Chen Daochen knows he will never see his father or elder brother alive again. Yet still he digs through the thick yellow mud that cascaded through their home, killing four members of his family.
"I know they're dead. But I have to get them out. I have to see them with my own eyes or I won't know for sure," he said quietly, desperately pulling rolls of plastic pipes from the simple brick house to get at the bodies.
"At least the kids were not at home when it happened," Chen added numbly, a pile of damp school books at his feet slowly rotting in the damp heat.
It is a scene of stunned grief repeated across Zhouqu, a remote town in northwestern Gansu province.
At least 702 people died when a mass of mud and rocks swept down on sleeping residents at the weekend. Another 1,042 are missing.
Rescuers who have swarmed into Zhouqu are not giving up hope of finding anyone else alive, but they warn that chances are slim in the chocking mud, so thick in places it has piled up to what used to be the third or fourth floor of buildings.
Logs and stones have been laid over the sludge to ease access. They seem almost to float when stepped on, threatening to give way, and plunge rescuers into the morass.
"It's different from an earthquake. With all this mud it gets into every corner of a room. You drown," said Dan Xiaoli, a rescue worker from next-door Sichuan province, where tens of thousands died in a devastating earthquake two years ago.
"But we need to keep looking in case there is a miracle," she added, dressed in orange overalls and carrying a first aid kit.
Close by, a crowd gathers expectantly, peering down to where troops have prised open a small hole in what was the roof of a house, using their hands, a few shovels and some sledgehammers.
"Keep quiet! Step back! We can hear someone in there!" shouts one soldier. A reverent hush falls, and people edge back.
Five minutes later, the silence becomes sobs as the pale white arm of a dead man pokes through the rubble. Even the most curious of bystanders recoil from the smell.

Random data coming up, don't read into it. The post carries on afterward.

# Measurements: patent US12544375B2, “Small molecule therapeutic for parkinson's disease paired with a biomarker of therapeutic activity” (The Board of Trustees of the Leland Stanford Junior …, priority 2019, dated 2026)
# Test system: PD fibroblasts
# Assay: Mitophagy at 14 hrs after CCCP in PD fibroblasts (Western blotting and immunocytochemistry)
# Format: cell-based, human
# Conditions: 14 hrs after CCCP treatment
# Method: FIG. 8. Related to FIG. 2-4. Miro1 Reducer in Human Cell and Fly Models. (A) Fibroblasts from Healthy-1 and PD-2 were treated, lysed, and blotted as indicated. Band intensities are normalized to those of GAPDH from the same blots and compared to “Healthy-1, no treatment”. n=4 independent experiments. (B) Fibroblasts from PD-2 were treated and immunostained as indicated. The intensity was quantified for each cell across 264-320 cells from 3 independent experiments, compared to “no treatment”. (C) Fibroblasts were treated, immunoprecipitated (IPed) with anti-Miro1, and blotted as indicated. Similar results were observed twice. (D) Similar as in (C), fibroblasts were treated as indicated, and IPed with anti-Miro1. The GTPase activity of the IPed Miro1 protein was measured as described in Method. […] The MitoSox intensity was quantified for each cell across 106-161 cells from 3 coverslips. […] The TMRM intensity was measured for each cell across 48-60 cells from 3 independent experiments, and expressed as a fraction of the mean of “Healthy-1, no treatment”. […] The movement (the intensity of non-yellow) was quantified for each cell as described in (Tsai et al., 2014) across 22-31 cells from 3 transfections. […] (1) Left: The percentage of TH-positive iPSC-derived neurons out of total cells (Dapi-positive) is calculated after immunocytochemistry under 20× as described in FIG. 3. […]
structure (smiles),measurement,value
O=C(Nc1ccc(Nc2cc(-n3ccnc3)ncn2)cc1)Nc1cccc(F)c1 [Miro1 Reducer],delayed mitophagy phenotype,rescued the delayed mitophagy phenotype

Two women collapse wailing, unable to stand their grief, and are carried off by relatives. Almost everyone has a tragic story to tell. Many escaped by luck alone.
"The first to fourth floors of my building were swamped. We were on the sixth. Dozens of my neighbours are still in the mud. We've had to give up trying to get their bodies out," said Liu Jiesheng, 40, his eyes bloodshot from lack of sleep.
While relief supplies and workers continue to arrive, poor roads and the area's remoteness are hampering efforts.
The nearest airport is a seven-hour drive away, mountains tower over settlements in the valleys, and on the main artery from the south, traffic has to be strictly limited.
"The road is too narrow. We have to control what goes up there or there will be chaos and everything will get blocked," said one policeman, after a brief argument with some officials from Sichuan trying to bring in bottled water.
Yet despite the tough restrictions, much heavy lifting equipment sits idle, unable to either get into the town or be used in large parts of it, lest it slip into the mud.
"The government is doing what it can. But we are a long way from anywhere here. This is not a problem that will be solved overnight," said resident Wang Xuezhen, who lost four family members and survived only because he was away for the night.